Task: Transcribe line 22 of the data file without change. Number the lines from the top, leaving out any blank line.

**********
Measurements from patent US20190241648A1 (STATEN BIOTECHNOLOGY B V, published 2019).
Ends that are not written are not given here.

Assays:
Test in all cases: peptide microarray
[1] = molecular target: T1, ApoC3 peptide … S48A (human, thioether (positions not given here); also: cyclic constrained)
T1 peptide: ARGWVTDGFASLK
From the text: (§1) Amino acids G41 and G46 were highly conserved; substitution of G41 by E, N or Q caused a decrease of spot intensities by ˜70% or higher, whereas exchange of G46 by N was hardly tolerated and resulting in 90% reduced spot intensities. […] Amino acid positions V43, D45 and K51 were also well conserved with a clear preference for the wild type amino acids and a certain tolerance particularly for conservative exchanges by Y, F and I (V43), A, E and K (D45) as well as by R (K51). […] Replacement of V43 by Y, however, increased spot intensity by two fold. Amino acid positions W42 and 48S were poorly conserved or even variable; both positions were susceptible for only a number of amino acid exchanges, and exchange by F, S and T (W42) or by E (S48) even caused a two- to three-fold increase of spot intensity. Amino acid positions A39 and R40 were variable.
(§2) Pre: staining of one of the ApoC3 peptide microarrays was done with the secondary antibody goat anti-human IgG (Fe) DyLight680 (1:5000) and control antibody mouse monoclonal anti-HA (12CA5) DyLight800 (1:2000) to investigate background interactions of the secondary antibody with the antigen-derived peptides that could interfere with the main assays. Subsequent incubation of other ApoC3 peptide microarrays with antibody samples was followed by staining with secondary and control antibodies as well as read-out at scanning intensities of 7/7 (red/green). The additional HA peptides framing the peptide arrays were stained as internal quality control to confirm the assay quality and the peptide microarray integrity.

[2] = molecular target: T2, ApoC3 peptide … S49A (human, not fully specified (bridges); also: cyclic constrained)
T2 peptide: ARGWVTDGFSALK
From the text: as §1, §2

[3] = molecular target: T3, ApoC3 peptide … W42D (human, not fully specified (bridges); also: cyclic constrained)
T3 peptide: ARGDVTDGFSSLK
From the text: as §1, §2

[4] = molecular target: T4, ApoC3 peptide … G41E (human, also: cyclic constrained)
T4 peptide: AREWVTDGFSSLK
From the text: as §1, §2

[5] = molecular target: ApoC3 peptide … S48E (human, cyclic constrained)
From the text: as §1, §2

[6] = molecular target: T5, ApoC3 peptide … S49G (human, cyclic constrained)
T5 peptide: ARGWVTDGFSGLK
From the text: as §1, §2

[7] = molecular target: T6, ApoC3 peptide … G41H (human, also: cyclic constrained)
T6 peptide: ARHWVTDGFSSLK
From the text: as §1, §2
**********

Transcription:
From the text: as §1, §2